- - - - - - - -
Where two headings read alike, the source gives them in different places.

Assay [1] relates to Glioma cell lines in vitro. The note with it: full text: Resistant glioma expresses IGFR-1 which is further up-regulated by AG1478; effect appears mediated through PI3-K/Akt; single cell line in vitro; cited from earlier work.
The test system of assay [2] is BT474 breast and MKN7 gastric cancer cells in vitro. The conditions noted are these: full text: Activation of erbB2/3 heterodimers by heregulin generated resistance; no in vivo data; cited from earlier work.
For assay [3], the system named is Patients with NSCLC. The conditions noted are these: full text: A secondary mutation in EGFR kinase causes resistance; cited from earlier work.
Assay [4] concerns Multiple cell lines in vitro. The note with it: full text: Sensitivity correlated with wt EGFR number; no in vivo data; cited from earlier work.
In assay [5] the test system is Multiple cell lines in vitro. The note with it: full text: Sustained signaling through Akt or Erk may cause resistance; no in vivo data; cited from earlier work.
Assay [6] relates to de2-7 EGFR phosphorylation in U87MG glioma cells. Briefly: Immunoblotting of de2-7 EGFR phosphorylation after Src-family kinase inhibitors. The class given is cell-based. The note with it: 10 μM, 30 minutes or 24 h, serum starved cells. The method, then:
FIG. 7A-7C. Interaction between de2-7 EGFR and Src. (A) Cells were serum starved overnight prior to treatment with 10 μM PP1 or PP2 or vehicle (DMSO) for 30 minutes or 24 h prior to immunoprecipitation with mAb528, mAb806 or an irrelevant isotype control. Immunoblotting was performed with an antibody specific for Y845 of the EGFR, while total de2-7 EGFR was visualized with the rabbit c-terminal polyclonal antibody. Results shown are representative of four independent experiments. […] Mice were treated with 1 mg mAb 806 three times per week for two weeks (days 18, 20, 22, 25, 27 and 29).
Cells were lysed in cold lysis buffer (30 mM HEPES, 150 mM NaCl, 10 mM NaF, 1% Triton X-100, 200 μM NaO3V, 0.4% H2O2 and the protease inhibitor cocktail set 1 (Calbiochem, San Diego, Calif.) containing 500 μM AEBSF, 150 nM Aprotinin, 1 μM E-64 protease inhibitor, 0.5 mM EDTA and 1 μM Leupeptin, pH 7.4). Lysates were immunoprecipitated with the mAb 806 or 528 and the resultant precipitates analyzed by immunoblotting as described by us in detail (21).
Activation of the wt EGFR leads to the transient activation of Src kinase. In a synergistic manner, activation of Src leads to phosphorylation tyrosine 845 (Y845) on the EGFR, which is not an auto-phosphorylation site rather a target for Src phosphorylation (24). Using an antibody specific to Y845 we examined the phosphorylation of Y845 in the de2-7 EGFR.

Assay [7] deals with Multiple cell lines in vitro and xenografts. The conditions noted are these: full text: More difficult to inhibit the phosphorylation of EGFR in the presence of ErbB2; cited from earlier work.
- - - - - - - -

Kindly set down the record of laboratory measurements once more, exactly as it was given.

Where two headings read alike, the source gives them in different places.

Assay [1] relates to Glioma cell lines in vitro. The note with it: full text: Resistant glioma expresses IGFR-1 which is further up-regulated by AG1478; effect appears mediated through PI3-K/Akt; single cell line in vitro; cited from earlier work.
The test system of assay [2] is BT474 breast and MKN7 gastric cancer cells in vitro. The conditions noted are these: full text: Activation of erbB2/3 heterodimers by heregulin generated resistance; no in vivo data; cited from earlier work.
For assay [3], the system named is Patients with NSCLC. The conditions noted are these: full text: A secondary mutation in EGFR kinase causes resistance; cited from earlier work.
Assay [4] concerns Multiple cell lines in vitro. The note with it: full text: Sensitivity correlated with wt EGFR number; no in vivo data; cited from earlier work.
In assay [5] the test system is Multiple cell lines in vitro. The note with it: full text: Sustained signaling through Akt or Erk may cause resistance; no in vivo data; cited from earlier work.
Assay [6] relates to de2-7 EGFR phosphorylation in U87MG glioma cells. Briefly: Immunoblotting of de2-7 EGFR phosphorylation after Src-family kinase inhibitors. The class given is cell-based. The note with it: 10 μM, 30 minutes or 24 h, serum starved cells. The method, then:
FIG. 7A-7C. Interaction between de2-7 EGFR and Src. (A) Cells were serum starved overnight prior to treatment with 10 μM PP1 or PP2 or vehicle (DMSO) for 30 minutes or 24 h prior to immunoprecipitation with mAb528, mAb806 or an irrelevant isotype control. Immunoblotting was performed with an antibody specific for Y845 of the EGFR, while total de2-7 EGFR was visualized with the rabbit c-terminal polyclonal antibody. Results shown are representative of four independent experiments. […] Mice were treated with 1 mg mAb 806 three times per week for two weeks (days 18, 20, 22, 25, 27 and 29).
Cells were lysed in cold lysis buffer (30 mM HEPES, 150 mM NaCl, 10 mM NaF, 1% Triton X-100, 200 μM NaO3V, 0.4% H2O2 and the protease inhibitor cocktail set 1 (Calbiochem, San Diego, Calif.) containing 500 μM AEBSF, 150 nM Aprotinin, 1 μM E-64 protease inhibitor, 0.5 mM EDTA and 1 μM Leupeptin, pH 7.4). Lysates were immunoprecipitated with the mAb 806 or 528 and the resultant precipitates analyzed by immunoblotting as described by us in detail (21).
Activation of the wt EGFR leads to the transient activation of Src kinase. In a synergistic manner, activation of Src leads to phosphorylation tyrosine 845 (Y845) on the EGFR, which is not an auto-phosphorylation site rather a target for Src phosphorylation (24). Using an antibody specific to Y845 we examined the phosphorylation of Y845 in the de2-7 EGFR.

Assay [7] deals with Multiple cell lines in vitro and xenografts. The conditions noted are these: full text: More difficult to inhibit the phosphorylation of EGFR in the presence of ErbB2; cited from earlier work.